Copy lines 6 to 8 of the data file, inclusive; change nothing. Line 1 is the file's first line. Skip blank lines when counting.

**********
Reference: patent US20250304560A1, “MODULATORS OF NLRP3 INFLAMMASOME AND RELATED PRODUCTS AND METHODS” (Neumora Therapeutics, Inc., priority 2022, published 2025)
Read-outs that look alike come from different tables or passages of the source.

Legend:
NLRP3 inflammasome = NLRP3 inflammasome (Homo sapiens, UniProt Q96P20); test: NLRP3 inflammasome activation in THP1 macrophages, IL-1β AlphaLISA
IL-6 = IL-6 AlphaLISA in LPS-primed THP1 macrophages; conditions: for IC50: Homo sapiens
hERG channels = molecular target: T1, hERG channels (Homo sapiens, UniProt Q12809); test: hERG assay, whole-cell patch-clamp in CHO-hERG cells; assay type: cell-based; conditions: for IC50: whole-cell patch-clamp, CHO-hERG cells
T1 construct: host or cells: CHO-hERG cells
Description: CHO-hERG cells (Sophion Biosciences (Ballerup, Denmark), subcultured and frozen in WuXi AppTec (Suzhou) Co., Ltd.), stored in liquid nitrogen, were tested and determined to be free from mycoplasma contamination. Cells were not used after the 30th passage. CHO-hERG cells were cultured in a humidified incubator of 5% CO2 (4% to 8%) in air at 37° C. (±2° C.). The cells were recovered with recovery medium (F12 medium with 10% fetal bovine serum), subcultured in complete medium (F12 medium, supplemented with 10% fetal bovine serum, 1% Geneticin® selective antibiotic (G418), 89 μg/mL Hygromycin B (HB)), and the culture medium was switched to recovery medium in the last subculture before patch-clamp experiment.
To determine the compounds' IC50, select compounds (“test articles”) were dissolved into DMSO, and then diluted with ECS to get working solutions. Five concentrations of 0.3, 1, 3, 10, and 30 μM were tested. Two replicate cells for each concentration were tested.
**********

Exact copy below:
hERG channels = molecular target: T1, hERG channels (Homo sapiens, UniProt Q12809); test: hERG assay, whole-cell patch-clamp in CHO-hERG cells; assay type: cell-based; conditions: for IC50: whole-cell patch-clamp, CHO-hERG cells
T1 construct: host or cells: CHO-hERG cells
Description: CHO-hERG cells (Sophion Biosciences (Ballerup, Denmark), subcultured and frozen in WuXi AppTec (Suzhou) Co., Ltd.), stored in liquid nitrogen, were tested and determined to be free from mycoplasma contamination. Cells were not used after the 30th passage. CHO-hERG cells were cultured in a humidified incubator of 5% CO2 (4% to 8%) in air at 37° C. (±2° C.). The cells were recovered with recovery medium (F12 medium with 10% fetal bovine serum), subcultured in complete medium (F12 medium, supplemented with 10% fetal bovine serum, 1% Geneticin® selective antibiotic (G418), 89 μg/mL Hygromycin B (HB)), and the culture medium was switched to recovery medium in the last subculture before patch-clamp experiment.